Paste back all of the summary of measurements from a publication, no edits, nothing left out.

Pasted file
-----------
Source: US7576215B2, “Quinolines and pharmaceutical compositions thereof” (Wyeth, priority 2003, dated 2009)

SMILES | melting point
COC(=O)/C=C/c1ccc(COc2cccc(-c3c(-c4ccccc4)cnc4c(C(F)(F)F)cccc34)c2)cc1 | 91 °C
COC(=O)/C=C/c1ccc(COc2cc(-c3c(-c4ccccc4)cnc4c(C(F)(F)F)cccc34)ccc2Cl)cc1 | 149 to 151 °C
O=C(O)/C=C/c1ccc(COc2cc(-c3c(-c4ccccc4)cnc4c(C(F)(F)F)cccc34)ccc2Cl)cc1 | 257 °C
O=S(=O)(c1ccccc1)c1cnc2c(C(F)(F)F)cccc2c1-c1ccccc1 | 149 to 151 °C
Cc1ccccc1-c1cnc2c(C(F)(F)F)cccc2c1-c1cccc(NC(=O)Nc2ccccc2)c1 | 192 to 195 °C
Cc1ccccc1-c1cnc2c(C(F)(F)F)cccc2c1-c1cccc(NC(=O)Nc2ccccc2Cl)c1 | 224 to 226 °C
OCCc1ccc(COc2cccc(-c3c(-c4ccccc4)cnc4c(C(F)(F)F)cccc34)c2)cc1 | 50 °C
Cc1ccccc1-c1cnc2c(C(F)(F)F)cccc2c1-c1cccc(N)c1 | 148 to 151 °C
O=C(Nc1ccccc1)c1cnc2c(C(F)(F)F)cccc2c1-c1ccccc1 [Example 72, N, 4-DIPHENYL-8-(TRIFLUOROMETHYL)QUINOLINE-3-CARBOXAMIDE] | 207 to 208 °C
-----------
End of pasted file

Source: US7576215B2, “Quinolines and pharmaceutical compositions thereof” (Wyeth, priority 2003, dated 2009)

SMILES | melting point
COC(=O)/C=C/c1ccc(COc2cccc(-c3c(-c4ccccc4)cnc4c(C(F)(F)F)cccc34)c2)cc1 | 91 °C
COC(=O)/C=C/c1ccc(COc2cc(-c3c(-c4ccccc4)cnc4c(C(F)(F)F)cccc34)ccc2Cl)cc1 | 149 to 151 °C
O=C(O)/C=C/c1ccc(COc2cc(-c3c(-c4ccccc4)cnc4c(C(F)(F)F)cccc34)ccc2Cl)cc1 | 257 °C
O=S(=O)(c1ccccc1)c1cnc2c(C(F)(F)F)cccc2c1-c1ccccc1 | 149 to 151 °C
Cc1ccccc1-c1cnc2c(C(F)(F)F)cccc2c1-c1cccc(NC(=O)Nc2ccccc2)c1 | 192 to 195 °C
Cc1ccccc1-c1cnc2c(C(F)(F)F)cccc2c1-c1cccc(NC(=O)Nc2ccccc2Cl)c1 | 224 to 226 °C
OCCc1ccc(COc2cccc(-c3c(-c4ccccc4)cnc4c(C(F)(F)F)cccc34)c2)cc1 | 50 °C
Cc1ccccc1-c1cnc2c(C(F)(F)F)cccc2c1-c1cccc(N)c1 | 148 to 151 °C
O=C(Nc1ccccc1)c1cnc2c(C(F)(F)F)cccc2c1-c1ccccc1 [Example 72, N, 4-DIPHENYL-8-(TRIFLUOROMETHYL)QUINOLINE-3-CARBOXAMIDE] | 207 to 208 °C